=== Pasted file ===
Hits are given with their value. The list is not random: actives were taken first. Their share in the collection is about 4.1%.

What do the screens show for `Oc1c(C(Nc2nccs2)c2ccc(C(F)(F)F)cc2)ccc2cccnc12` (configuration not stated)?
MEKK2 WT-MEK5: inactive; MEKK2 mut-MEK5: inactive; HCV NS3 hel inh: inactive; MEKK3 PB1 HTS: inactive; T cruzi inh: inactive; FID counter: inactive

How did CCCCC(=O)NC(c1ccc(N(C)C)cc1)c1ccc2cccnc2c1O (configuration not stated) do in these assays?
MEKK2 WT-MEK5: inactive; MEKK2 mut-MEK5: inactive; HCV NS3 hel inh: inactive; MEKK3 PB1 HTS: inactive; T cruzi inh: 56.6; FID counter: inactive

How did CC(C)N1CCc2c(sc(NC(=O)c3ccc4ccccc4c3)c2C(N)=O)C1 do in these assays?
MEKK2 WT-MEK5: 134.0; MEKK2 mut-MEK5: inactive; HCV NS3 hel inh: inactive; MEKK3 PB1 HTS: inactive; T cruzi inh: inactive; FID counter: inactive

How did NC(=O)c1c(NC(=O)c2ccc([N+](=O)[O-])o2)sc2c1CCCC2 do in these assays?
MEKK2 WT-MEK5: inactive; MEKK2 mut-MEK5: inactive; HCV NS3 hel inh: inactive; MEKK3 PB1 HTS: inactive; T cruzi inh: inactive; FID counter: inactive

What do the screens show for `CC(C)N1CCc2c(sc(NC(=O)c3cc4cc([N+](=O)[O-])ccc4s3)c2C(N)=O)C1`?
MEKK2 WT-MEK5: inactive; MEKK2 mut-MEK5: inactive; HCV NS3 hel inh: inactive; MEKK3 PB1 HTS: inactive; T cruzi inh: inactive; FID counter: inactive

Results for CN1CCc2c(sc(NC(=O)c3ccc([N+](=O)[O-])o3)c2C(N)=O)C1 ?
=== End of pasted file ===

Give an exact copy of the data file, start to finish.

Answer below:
Hits are given with their value. The list is not random: actives were taken first. Their share in the collection is about 4.1%.

What do the screens show for `Oc1c(C(Nc2nccs2)c2ccc(C(F)(F)F)cc2)ccc2cccnc12` (configuration not stated)?
MEKK2 WT-MEK5: inactive; MEKK2 mut-MEK5: inactive; HCV NS3 hel inh: inactive; MEKK3 PB1 HTS: inactive; T cruzi inh: inactive; FID counter: inactive

How did CCCCC(=O)NC(c1ccc(N(C)C)cc1)c1ccc2cccnc2c1O (configuration not stated) do in these assays?
MEKK2 WT-MEK5: inactive; MEKK2 mut-MEK5: inactive; HCV NS3 hel inh: inactive; MEKK3 PB1 HTS: inactive; T cruzi inh: 56.6; FID counter: inactive

How did CC(C)N1CCc2c(sc(NC(=O)c3ccc4ccccc4c3)c2C(N)=O)C1 do in these assays?
MEKK2 WT-MEK5: 134.0; MEKK2 mut-MEK5: inactive; HCV NS3 hel inh: inactive; MEKK3 PB1 HTS: inactive; T cruzi inh: inactive; FID counter: inactive

How did NC(=O)c1c(NC(=O)c2ccc([N+](=O)[O-])o2)sc2c1CCCC2 do in these assays?
MEKK2 WT-MEK5: inactive; MEKK2 mut-MEK5: inactive; HCV NS3 hel inh: inactive; MEKK3 PB1 HTS: inactive; T cruzi inh: inactive; FID counter: inactive

What do the screens show for `CC(C)N1CCc2c(sc(NC(=O)c3cc4cc([N+](=O)[O-])ccc4s3)c2C(N)=O)C1`?
MEKK2 WT-MEK5: inactive; MEKK2 mut-MEK5: inactive; HCV NS3 hel inh: inactive; MEKK3 PB1 HTS: inactive; T cruzi inh: inactive; FID counter: inactive

Results for CN1CCc2c(sc(NC(=O)c3ccc([N+](=O)[O-])o3)c2C(N)=O)C1 ?